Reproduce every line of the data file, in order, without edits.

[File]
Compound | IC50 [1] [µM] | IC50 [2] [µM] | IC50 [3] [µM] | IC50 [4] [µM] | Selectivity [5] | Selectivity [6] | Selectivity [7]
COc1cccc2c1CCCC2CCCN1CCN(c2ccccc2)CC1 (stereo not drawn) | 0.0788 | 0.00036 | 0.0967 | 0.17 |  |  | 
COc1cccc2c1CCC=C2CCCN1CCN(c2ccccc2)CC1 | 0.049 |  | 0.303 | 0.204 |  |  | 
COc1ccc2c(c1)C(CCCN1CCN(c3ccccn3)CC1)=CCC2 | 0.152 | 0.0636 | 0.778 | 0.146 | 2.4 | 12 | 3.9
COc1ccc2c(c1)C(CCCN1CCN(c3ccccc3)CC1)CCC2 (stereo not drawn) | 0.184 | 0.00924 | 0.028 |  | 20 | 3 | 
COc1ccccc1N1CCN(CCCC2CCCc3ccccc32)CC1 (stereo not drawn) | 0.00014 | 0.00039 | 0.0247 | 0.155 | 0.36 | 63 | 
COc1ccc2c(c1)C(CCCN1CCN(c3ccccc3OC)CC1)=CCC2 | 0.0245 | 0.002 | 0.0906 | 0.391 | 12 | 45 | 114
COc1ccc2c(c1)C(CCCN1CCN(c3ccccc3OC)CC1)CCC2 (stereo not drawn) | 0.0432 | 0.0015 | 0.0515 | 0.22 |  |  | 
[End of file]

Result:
Compound | IC50 [1] [µM] | IC50 [2] [µM] | IC50 [3] [µM] | IC50 [4] [µM] | Selectivity [5] | Selectivity [6] | Selectivity [7]
COc1cccc2c1CCCC2CCCN1CCN(c2ccccc2)CC1 (stereo not drawn) | 0.0788 | 0.00036 | 0.0967 | 0.17 |  |  | 
COc1cccc2c1CCC=C2CCCN1CCN(c2ccccc2)CC1 | 0.049 |  | 0.303 | 0.204 |  |  | 
COc1ccc2c(c1)C(CCCN1CCN(c3ccccn3)CC1)=CCC2 | 0.152 | 0.0636 | 0.778 | 0.146 | 2.4 | 12 | 3.9
COc1ccc2c(c1)C(CCCN1CCN(c3ccccc3)CC1)CCC2 (stereo not drawn) | 0.184 | 0.00924 | 0.028 |  | 20 | 3 | 
COc1ccccc1N1CCN(CCCC2CCCc3ccccc32)CC1 (stereo not drawn) | 0.00014 | 0.00039 | 0.0247 | 0.155 | 0.36 | 63 | 
COc1ccc2c(c1)C(CCCN1CCN(c3ccccc3OC)CC1)=CCC2 | 0.0245 | 0.002 | 0.0906 | 0.391 | 12 | 45 | 114
COc1ccc2c(c1)C(CCCN1CCN(c3ccccc3OC)CC1)CCC2 (stereo not drawn) | 0.0432 | 0.0015 | 0.0515 | 0.22 |  |  | 